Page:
“18. There is no merit in the contention that the statement of medical officer that there is no danger to life unless there is dislocation or rupture of the thyroid bone due to strangulation means that the accused did not intend, or have the knowledge, that their act would cause death. The circumstances of this case clearly attract the second part of this section since the act resulted in Injury 5 which is a ligature mark of 34 cm × 0.5 cm. It must be noted that Section 307 IPC provides for imprisonment for life if the act causes “hurt”. It does not require that the hurt should be grievous or of any particular degree. The intention to cause death is clearly attributable to the accused since the victim was strangulated after throwing a telephone wire around his neck and telling him that he should die. We also do not find any merit in the contention on behalf of the accused that there was no intention to cause death because the victim admitted that the accused were not armed with weapons. Very few persons would normally describe the Thums up bottle and a telephone wire used, as weapons. That the victim honestly admitted that the accused did not have any weapons cannot be held against him and in favour of the accused.” (Emphasis supplied)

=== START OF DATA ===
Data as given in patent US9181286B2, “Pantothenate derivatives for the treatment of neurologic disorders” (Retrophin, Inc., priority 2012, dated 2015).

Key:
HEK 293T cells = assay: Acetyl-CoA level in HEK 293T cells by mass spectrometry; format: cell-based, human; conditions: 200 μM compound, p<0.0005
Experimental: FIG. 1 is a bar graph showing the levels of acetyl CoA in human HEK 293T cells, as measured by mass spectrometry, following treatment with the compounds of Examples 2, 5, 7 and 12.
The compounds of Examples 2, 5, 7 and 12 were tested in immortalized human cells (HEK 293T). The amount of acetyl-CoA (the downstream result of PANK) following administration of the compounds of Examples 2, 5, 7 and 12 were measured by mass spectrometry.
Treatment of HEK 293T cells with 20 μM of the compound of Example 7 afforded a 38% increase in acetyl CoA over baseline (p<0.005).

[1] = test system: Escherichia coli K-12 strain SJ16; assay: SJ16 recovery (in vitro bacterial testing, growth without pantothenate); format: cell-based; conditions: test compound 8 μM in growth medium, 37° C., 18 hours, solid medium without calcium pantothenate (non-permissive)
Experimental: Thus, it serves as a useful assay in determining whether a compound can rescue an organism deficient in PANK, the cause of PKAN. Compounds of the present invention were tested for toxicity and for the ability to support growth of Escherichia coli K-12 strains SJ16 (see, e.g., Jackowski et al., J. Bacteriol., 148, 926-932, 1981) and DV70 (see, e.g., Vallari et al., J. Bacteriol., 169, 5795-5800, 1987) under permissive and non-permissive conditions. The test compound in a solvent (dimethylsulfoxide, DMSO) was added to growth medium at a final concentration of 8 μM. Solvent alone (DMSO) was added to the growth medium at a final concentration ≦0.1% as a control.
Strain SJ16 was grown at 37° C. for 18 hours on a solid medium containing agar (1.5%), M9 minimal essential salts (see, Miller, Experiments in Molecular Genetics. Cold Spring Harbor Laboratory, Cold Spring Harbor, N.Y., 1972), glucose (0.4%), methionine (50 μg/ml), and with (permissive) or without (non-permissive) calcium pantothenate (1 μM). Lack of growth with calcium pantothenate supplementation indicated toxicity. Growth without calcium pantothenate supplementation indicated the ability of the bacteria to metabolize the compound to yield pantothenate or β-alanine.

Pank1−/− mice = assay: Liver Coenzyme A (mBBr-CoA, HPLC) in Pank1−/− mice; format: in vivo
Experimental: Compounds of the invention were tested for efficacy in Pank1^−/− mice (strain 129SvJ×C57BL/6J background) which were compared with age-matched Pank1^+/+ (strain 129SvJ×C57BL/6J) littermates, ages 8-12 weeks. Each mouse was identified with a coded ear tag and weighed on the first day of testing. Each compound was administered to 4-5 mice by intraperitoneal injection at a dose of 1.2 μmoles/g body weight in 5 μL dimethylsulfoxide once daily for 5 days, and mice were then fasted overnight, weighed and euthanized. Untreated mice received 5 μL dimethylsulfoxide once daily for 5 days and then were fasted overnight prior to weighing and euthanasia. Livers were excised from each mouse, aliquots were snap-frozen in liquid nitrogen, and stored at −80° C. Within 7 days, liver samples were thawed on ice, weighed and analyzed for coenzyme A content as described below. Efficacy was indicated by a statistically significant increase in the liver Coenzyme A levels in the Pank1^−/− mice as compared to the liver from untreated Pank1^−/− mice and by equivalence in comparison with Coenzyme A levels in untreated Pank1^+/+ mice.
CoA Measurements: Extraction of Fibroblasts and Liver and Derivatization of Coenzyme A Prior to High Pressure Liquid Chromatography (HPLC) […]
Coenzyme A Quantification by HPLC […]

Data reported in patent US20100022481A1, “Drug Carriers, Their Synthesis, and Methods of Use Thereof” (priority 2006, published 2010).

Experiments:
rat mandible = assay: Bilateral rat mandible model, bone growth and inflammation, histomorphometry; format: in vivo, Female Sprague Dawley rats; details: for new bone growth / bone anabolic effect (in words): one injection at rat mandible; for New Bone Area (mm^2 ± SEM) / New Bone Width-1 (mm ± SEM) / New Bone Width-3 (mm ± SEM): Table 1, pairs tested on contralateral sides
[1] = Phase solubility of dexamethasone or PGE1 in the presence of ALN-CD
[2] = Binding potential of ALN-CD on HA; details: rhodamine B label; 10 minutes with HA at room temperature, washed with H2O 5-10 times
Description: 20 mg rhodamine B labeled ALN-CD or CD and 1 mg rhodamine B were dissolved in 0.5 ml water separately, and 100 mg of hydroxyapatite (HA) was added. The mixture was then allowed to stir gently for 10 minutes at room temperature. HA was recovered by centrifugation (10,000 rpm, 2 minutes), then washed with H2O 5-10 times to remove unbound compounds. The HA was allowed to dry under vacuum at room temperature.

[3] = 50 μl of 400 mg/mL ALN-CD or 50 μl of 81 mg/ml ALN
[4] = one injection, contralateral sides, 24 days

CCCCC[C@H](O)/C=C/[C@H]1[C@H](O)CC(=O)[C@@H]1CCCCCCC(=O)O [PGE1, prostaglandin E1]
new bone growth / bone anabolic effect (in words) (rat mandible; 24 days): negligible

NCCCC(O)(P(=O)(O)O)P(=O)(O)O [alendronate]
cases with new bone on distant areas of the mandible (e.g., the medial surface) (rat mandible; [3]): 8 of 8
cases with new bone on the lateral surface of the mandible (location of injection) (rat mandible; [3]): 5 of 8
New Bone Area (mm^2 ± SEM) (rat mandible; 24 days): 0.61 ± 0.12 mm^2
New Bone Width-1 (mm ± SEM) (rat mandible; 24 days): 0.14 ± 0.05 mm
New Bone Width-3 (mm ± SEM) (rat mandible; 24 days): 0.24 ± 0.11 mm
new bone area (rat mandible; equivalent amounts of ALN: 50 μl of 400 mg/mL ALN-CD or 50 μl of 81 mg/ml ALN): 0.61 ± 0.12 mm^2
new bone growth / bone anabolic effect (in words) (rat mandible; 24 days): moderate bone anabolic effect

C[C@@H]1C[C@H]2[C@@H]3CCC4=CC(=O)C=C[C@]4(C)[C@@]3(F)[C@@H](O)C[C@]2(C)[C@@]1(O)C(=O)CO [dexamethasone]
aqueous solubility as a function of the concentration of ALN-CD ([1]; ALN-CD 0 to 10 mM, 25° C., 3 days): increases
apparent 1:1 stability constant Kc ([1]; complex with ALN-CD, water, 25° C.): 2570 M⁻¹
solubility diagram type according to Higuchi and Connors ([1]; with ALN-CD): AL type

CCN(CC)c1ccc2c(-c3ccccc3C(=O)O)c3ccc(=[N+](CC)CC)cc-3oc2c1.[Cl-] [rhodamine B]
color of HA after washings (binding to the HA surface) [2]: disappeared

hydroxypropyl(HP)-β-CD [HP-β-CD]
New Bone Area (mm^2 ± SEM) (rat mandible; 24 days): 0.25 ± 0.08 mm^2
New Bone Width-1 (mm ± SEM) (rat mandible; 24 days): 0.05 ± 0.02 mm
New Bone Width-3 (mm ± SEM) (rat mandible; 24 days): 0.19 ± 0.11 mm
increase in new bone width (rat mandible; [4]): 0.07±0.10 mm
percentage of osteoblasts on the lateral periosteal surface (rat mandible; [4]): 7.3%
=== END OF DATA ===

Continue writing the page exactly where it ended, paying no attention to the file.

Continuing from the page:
17. In the present case, the nature of the injuries shows that there were eleven punctured wounds. The weapon of offence was a firearm. The circumstances of the case clearly indicate that there was an intention to murder. The presence of 11 punctured and bleeding wounds as well as the use of a fire arm leave no doubt that there was an intention to murder. Thus, the second part of Section 307 of the Penal Code is attracted in the present case. The judgement of the High Court overlooks material parts of the evidence and suffers from perversity.